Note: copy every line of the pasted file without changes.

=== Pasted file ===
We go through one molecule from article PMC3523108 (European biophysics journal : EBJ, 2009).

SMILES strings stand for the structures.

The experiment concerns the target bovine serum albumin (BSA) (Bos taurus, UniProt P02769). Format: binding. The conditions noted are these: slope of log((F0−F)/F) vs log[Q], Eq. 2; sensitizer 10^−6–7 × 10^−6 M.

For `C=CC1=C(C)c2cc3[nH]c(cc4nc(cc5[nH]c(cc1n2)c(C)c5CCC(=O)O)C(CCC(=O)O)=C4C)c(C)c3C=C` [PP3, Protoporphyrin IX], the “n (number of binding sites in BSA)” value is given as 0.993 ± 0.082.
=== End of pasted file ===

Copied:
We go through one molecule from article PMC3523108 (European biophysics journal : EBJ, 2009).

SMILES strings stand for the structures.

The experiment concerns the target bovine serum albumin (BSA) (Bos taurus, UniProt P02769). Format: binding. The conditions noted are these: slope of log((F0−F)/F) vs log[Q], Eq. 2; sensitizer 10^−6–7 × 10^−6 M.

For `C=CC1=C(C)c2cc3[nH]c(cc4nc(cc5[nH]c(cc1n2)c(C)c5CCC(=O)O)C(CCC(=O)O)=C4C)c(C)c3C=C` [PP3, Protoporphyrin IX], the “n (number of binding sites in BSA)” value is given as 0.993 ± 0.082.